Over the centuries since the Council of Ferrara, there has been an evolution in Catholic thinking on the afterlife, such that modern Catholic theology now seems closer to the Orthodox position at the Council than to the original Latin position. Bathrellos writes: “Today… many Roman Catholic theologians, including Pope Emeritus Benedict XVI, understand purgatory in terms often more similar to those of Mark and the Greeks than to their Latin predecessors.” And Bathrellos concludes his fine study: “The mutual, ‘Greek’ and ‘Latin,’ contemporary emphasis on the healing transformation of the souls in the middle state and on the loving forgiveness of God – rather than on his punishing justice – is a beacon of hope for a common, and better, way forward” (Bathrellos, 120-121).
St. Mark’s exposition of Orthodox teaching on the afterlife at Ferrara validates the contention that there is not one Orthodox doctrine on the afterlife, but rather several different strands which have never been consolidated into a single coherent theological framework.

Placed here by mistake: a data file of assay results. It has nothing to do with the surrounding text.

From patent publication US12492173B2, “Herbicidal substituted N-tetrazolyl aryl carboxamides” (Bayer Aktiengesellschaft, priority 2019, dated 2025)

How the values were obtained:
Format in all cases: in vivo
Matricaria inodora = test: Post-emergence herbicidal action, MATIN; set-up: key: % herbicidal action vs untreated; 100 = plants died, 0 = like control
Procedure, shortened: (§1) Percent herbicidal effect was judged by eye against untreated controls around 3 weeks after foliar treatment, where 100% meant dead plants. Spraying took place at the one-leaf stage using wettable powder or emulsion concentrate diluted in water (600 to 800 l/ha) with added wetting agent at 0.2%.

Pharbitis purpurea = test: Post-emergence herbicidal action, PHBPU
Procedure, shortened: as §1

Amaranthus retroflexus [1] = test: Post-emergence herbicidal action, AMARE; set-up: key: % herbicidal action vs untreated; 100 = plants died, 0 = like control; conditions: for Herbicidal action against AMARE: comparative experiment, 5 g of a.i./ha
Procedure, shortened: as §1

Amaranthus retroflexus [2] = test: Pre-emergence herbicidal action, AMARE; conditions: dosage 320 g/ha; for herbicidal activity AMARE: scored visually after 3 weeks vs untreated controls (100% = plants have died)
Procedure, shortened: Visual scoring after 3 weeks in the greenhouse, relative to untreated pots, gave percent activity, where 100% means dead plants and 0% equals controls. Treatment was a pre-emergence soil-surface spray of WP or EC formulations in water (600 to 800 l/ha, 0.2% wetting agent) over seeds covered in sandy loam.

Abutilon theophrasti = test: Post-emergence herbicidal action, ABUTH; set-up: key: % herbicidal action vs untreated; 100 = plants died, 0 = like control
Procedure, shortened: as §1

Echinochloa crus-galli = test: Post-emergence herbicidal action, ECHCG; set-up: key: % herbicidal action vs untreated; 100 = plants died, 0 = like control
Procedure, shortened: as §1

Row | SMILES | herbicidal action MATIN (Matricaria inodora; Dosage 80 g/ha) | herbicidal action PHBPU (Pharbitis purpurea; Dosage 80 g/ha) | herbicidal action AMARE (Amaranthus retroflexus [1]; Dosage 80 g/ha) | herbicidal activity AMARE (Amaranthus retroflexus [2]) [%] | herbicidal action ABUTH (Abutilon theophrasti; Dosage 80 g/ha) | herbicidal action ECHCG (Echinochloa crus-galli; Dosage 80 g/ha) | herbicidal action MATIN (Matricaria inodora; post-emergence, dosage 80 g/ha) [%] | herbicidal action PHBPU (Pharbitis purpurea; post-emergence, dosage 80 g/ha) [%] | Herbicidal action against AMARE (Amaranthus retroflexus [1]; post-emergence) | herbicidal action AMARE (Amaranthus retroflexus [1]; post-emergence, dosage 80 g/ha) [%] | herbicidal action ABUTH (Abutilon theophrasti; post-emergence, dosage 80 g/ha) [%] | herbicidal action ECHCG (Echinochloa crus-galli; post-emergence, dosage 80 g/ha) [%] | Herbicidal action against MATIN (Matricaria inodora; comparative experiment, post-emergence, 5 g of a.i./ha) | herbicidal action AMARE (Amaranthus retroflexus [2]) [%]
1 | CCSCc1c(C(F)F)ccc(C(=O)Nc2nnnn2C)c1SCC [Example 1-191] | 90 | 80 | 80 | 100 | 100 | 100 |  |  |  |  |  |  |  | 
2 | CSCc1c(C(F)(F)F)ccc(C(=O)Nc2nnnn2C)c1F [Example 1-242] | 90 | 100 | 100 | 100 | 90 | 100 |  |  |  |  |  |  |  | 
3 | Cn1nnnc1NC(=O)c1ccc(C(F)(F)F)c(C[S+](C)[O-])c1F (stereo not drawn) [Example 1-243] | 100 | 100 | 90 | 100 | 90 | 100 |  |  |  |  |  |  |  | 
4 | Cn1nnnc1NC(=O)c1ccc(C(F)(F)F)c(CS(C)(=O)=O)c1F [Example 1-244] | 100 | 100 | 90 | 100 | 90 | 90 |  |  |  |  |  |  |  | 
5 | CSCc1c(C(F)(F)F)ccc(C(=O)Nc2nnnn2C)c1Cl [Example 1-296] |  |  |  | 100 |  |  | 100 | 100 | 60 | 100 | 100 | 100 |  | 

Unfortunately, St. Mark’s theology of the afterlife remains a neglected field in modern scholarship. For example, there is no definitive scholarly edition of his writings; the editions that exist are not readily available (they date from the 1920s); there are no complete translations; existing English translations are from Russian translations, not the original Greek; and, with the major exception of the Bathrellos article, there few Orthodox studies of St. Mark’s theology.